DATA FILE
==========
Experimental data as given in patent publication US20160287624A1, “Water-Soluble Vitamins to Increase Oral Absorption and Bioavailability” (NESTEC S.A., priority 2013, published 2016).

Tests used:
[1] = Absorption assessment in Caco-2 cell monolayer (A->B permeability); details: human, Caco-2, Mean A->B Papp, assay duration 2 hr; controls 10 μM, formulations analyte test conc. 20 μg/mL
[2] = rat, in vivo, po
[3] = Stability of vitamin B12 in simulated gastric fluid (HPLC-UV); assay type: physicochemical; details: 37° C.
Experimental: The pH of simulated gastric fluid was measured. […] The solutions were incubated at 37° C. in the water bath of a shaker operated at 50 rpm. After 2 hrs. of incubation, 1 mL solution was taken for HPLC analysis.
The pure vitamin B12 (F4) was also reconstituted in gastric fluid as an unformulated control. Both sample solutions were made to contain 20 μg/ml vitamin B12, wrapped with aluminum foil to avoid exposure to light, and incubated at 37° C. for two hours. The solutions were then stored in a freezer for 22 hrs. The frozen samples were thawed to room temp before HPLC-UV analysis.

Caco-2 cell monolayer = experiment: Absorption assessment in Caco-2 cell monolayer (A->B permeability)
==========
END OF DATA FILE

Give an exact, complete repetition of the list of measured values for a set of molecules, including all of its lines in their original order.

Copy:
Experimental data as given in patent publication US20160287624A1, “Water-Soluble Vitamins to Increase Oral Absorption and Bioavailability” (NESTEC S.A., priority 2013, published 2016).

Tests used:
[1] = Absorption assessment in Caco-2 cell monolayer (A->B permeability); details: human, Caco-2, Mean A->B Papp, assay duration 2 hr; controls 10 μM, formulations analyte test conc. 20 μg/mL
[2] = rat, in vivo, po
[3] = Stability of vitamin B12 in simulated gastric fluid (HPLC-UV); assay type: physicochemical; details: 37° C.
Experimental: The pH of simulated gastric fluid was measured. […] The solutions were incubated at 37° C. in the water bath of a shaker operated at 50 rpm. After 2 hrs. of incubation, 1 mL solution was taken for HPLC analysis.
The pure vitamin B12 (F4) was also reconstituted in gastric fluid as an unformulated control. Both sample solutions were made to contain 20 μg/ml vitamin B12, wrapped with aluminum foil to avoid exposure to light, and incubated at 37° C. for two hours. The solutions were then stored in a freezer for 22 hrs. The frozen samples were thawed to room temp before HPLC-UV analysis.

Caco-2 cell monolayer = experiment: Absorption assessment in Caco-2 cell monolayer (A->B permeability)